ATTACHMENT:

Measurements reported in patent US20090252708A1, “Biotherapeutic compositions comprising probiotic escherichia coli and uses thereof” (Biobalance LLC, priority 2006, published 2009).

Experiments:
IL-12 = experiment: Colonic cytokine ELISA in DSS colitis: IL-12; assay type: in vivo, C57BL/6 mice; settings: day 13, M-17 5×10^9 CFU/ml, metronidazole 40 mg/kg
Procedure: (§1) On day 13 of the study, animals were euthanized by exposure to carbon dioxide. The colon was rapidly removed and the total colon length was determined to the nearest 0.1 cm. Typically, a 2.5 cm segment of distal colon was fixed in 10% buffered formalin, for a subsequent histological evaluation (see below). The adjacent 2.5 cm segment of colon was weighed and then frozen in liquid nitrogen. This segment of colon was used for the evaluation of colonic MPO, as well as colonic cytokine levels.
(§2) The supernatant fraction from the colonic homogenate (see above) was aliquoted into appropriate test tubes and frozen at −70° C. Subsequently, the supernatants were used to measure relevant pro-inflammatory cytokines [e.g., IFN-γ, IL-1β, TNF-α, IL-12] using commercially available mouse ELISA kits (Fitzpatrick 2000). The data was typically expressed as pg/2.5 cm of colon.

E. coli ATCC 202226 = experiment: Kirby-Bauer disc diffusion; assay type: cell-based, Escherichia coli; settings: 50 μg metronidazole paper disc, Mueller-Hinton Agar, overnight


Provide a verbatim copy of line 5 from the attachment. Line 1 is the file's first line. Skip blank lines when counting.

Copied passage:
(§2) The supernatant fraction from the colonic homogenate (see above) was aliquoted into appropriate test tubes and frozen at −70° C. Subsequently, the supernatants were used to measure relevant pro-inflammatory cytokines [e.g., IFN-γ, IL-1β, TNF-α, IL-12] using commercially available mouse ELISA kits (Fitzpatrick 2000). The data was typically expressed as pg/2.5 cm of colon.